COLLIER SCHORR in conversation with THOMAS DEMAND

When living in the States, more than when living in Britain, I always had the feeling that I would never get behind the references used in daily life, despite the fact that there might be none, or that they might be extremely trivial once I found them out. I recognized myself as the equivalent of the American at Oktoberfest, who sees the lederhosen and funny hats, but who certainly gets something out of it. But I wonder if he’ll just get his own preconceptions illustrated or if he’ll ever get close to the facets of this event, which aren’t the obvious ones.

To be American and see militarized Americans walking around might be akin to a German looking at a pastiche of a German. At some point, one does recognize that essential tie to reality. I think, as a tourist, one gravitates towards the clichés and stereotypes as a way to navigate a space one has little control over. Every day, the visitor compares what is real or viewable to what is known or referenced. As a Jew of Eastern European descent, some things were familiar to me – some words, for instance. So there is a strange sense of “Heimlich-ness” (a perfect example of my bastardized thinking) – a positive and nostalgic pull towards this picture of Germany before the War. But being in Berlin is so different than being in Schwäbisch Gmünd.

THOMAS DEMAND:
Who was it that first introduced the innocuous image that foreshadowed death or suffering? I’m not much of an art historian. Géricault?

COLLIER SCHORR: Oh, right. Well, to be honest, I don’t trust painting any more than I trust make-believe. Whenever photographers deal with history they have to deal with the obvious critique of staging. That has been an issue for me: how can one make a kind of document of the past in photography without inviting the theatrical? In painting, it is always fiction/paint, so the painter is already playing fast and loose. Also, paint makes nostalgia too palatable. The lack of specificity merged with icons disturbs me as much as it attracts me. Whenever I see satellite dishes in Germany I think of Tuymans’ paintings. Is that weird? I guess I see some of those types of washy, gauzy paintings as the basis of communications, but sorely missing the specific communiqués. I love to look at his work sometimes, but … I feel something of a guilty feeling. What about you?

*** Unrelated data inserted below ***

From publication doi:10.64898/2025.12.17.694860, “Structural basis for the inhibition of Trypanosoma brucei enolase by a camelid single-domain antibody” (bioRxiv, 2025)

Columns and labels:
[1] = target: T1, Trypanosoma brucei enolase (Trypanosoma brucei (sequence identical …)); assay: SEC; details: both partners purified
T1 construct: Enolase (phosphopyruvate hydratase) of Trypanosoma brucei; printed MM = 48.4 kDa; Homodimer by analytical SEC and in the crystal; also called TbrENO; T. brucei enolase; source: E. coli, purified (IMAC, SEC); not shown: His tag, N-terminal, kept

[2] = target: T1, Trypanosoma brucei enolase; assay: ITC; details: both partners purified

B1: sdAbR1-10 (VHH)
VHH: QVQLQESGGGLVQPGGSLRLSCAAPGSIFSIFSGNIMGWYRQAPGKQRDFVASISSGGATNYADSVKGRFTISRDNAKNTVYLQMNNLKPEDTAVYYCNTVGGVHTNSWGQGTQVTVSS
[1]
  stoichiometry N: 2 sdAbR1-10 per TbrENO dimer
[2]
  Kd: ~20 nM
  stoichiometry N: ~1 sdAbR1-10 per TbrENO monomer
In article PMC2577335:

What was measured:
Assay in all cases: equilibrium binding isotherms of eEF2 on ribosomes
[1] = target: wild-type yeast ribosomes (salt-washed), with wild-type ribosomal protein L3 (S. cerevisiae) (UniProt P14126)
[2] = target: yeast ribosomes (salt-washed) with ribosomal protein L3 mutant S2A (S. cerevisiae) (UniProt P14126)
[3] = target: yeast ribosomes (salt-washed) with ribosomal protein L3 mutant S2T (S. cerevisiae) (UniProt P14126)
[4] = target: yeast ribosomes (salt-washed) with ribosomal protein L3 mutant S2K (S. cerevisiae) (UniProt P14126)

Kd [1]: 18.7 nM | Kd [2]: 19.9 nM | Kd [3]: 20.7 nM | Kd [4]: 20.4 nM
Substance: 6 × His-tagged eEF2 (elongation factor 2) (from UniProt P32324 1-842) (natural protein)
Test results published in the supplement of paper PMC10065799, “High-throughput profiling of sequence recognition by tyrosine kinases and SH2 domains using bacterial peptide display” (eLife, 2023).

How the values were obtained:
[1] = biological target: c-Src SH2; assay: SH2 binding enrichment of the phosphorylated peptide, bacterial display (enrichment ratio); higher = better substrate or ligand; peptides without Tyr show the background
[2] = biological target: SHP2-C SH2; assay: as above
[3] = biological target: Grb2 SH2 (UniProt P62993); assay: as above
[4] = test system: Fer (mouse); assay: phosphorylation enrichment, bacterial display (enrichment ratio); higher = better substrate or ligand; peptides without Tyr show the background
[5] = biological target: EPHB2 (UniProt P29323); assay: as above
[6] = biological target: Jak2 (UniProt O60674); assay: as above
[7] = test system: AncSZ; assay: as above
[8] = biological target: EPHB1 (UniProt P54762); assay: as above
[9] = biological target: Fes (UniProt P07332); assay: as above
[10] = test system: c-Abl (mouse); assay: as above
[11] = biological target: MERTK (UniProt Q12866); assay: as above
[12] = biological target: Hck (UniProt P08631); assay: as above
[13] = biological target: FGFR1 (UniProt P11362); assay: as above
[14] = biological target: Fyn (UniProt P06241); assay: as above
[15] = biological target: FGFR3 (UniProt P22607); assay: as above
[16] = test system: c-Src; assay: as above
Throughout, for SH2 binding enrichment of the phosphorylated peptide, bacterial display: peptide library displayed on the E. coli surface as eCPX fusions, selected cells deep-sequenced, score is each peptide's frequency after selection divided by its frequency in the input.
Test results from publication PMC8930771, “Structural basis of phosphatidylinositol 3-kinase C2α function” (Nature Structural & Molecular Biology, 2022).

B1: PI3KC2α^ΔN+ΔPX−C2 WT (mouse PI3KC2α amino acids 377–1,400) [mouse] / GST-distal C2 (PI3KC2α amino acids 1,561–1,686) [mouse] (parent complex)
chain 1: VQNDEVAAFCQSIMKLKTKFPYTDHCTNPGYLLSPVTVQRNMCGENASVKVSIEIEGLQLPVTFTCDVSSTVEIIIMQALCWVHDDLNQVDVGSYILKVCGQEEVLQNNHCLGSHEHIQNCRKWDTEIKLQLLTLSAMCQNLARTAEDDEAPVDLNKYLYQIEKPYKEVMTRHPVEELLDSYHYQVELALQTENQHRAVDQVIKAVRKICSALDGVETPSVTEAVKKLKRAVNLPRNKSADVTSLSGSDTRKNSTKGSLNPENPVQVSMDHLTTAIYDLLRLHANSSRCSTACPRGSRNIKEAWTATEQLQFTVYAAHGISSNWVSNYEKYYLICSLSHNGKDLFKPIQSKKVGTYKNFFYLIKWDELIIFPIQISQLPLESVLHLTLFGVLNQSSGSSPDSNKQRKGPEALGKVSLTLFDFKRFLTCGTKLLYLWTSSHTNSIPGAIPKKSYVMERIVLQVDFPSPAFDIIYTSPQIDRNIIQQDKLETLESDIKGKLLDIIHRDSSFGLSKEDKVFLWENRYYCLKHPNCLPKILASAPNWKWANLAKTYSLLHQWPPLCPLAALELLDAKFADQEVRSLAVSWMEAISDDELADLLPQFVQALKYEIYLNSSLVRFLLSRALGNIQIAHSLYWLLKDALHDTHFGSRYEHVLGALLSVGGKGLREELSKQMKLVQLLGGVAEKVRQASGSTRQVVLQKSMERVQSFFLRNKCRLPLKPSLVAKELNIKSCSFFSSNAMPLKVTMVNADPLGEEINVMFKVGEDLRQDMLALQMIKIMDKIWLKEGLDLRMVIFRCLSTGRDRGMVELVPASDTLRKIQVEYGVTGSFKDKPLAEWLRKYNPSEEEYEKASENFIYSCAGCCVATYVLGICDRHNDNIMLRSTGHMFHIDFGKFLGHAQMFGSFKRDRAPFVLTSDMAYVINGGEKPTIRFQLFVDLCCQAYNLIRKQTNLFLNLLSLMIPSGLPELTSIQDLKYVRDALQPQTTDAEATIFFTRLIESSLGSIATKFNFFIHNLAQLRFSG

THOMAS DEMAND:
One last word on Berlin; you came briefly and got sick. No trust in doctors here? What made you feel uneasy? Do you think Berlin is to Schwäbisch Gmünd what New York City is to Wyoming or do both places feel like Hoboken West and Hoboken Central?

COLLIER SCHORR:
Ha! But you know I was always very conflicted about leaving Schwabisch Gmünd and thereby breaking the spell that I am from that town. To leave would reveal that I was a stranger, an Ausländer. But seriously, getting sick in Berlin was perfect in a way. Maybe I have been altogether too comfortable in Germany all these years. To be sick in a city that wears its pain so plainly is to keep it company in its misery. I did see a German dentist as I had a root canal in addition to the gripe. It reminded me of a scene from Marathon Man, where Lawrence Olivier plays that crazy dentist digging around in Dustin Hoffman’s mouth. Which reminds me that Olivier is the perfect example for me of a historical play-acting confluence – playing both a Dr. Mengele character in The Boys From Brazil and a Nazi-hunting Jew in The Simon Wiesenthal Story. That is me in a nutshell.